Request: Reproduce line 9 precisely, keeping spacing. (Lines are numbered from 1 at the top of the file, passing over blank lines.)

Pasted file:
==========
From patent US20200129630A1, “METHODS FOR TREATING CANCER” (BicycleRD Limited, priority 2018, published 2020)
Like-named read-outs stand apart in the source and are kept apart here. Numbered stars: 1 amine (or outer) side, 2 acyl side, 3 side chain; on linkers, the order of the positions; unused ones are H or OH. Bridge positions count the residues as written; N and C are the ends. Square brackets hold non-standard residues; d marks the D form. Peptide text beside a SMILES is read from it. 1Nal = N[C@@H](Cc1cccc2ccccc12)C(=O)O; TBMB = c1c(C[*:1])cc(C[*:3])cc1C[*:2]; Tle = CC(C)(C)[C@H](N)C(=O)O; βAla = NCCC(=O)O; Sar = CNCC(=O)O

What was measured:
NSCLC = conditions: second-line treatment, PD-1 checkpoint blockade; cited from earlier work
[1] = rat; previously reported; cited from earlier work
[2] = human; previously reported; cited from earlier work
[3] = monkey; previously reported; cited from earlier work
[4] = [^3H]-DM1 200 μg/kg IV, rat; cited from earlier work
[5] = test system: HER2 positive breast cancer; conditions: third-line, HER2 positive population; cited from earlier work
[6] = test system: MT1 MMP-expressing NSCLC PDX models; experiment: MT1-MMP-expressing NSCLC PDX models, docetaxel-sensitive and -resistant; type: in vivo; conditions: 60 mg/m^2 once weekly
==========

[5] = test system: HER2 positive breast cancer; conditions: third-line, HER2 positive population; cited from earlier work